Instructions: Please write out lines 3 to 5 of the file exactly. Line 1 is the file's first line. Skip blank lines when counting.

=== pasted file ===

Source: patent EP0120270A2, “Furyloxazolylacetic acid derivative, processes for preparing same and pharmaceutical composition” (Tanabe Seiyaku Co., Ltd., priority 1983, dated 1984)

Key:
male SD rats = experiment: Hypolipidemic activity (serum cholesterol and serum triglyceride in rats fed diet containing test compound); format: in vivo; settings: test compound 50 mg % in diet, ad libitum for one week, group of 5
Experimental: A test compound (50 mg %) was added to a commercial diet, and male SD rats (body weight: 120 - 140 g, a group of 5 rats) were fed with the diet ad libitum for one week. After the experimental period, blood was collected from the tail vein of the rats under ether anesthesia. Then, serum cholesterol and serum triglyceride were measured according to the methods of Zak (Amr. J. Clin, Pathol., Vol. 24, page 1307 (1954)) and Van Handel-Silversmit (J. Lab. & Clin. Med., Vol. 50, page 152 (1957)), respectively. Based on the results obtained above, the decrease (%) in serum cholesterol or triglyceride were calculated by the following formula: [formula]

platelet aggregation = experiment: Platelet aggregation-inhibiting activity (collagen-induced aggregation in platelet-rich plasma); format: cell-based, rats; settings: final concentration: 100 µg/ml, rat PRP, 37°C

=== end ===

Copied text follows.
male SD rats = experiment: Hypolipidemic activity (serum cholesterol and serum triglyceride in rats fed diet containing test compound); format: in vivo; settings: test compound 50 mg % in diet, ad libitum for one week, group of 5
Experimental: A test compound (50 mg %) was added to a commercial diet, and male SD rats (body weight: 120 - 140 g, a group of 5 rats) were fed with the diet ad libitum for one week. After the experimental period, blood was collected from the tail vein of the rats under ether anesthesia. Then, serum cholesterol and serum triglyceride were measured according to the methods of Zak (Amr. J. Clin, Pathol., Vol. 24, page 1307 (1954)) and Van Handel-Silversmit (J. Lab. & Clin. Med., Vol. 50, page 152 (1957)), respectively. Based on the results obtained above, the decrease (%) in serum cholesterol or triglyceride were calculated by the following formula: [formula]

platelet aggregation = experiment: Platelet aggregation-inhibiting activity (collagen-induced aggregation in platelet-rich plasma); format: cell-based, rats; settings: final concentration: 100 µg/ml, rat PRP, 37°C